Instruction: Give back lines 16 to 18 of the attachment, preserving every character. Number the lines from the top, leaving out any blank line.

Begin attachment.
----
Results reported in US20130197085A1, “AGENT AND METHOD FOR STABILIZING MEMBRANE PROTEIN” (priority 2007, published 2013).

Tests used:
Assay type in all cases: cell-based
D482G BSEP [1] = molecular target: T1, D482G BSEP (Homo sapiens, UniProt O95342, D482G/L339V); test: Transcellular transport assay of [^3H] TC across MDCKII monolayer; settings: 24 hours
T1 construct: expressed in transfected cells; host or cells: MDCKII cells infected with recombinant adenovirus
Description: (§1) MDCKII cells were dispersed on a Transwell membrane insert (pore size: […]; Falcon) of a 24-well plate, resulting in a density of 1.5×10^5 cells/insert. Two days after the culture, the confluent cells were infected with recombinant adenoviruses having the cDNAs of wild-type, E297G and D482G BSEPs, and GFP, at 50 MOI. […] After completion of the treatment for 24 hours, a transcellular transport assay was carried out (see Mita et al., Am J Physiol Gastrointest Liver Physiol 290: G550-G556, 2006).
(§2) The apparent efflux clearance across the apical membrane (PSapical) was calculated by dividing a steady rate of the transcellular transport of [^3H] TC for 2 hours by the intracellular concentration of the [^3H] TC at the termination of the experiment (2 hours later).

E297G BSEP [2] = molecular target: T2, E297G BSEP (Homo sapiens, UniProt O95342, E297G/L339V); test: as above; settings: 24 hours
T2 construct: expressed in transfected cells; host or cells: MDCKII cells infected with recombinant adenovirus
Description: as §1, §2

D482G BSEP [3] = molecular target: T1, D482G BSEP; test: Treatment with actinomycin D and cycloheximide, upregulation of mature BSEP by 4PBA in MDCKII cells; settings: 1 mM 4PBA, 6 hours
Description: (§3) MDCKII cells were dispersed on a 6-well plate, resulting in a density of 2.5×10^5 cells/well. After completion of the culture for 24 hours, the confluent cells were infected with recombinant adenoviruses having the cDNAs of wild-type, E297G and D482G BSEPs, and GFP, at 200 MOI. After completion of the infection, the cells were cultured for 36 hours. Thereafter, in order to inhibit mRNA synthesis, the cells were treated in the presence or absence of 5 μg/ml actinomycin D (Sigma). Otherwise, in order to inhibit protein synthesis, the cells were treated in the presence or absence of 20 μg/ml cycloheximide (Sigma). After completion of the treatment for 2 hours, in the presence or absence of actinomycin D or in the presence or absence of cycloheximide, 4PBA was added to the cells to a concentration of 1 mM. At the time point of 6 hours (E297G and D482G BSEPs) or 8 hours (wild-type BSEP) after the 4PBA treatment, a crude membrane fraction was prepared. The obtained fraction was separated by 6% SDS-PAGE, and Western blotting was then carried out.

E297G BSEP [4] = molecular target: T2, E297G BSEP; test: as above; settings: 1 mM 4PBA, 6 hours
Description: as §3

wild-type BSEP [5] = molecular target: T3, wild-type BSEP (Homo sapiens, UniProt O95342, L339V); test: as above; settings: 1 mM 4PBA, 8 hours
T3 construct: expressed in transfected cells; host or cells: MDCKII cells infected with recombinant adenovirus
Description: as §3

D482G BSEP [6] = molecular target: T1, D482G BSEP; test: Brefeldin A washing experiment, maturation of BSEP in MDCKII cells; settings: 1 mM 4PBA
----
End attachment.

T3 construct: expressed in transfected cells; host or cells: MDCKII cells infected with recombinant adenovirus
Description: as §3

D482G BSEP [6] = molecular target: T1, D482G BSEP; test: Brefeldin A washing experiment, maturation of BSEP in MDCKII cells; settings: 1 mM 4PBA